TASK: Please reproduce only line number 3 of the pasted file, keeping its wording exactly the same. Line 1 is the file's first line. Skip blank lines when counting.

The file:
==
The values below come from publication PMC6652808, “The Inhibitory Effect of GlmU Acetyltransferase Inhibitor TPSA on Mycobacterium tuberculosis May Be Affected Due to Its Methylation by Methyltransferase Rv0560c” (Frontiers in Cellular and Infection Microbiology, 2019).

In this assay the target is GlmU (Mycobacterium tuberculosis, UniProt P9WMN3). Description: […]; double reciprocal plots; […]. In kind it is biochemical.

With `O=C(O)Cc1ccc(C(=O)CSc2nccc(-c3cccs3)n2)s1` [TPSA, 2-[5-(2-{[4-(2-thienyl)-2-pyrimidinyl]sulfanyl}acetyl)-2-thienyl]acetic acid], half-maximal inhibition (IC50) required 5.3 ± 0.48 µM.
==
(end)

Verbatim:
With `O=C(O)Cc1ccc(C(=O)CSc2nccc(-c3cccs3)n2)s1` [TPSA, 2-[5-(2-{[4-(2-thienyl)-2-pyrimidinyl]sulfanyl}acetyl)-2-thienyl]acetic acid], half-maximal inhibition (IC50) required 5.3 ± 0.48 µM.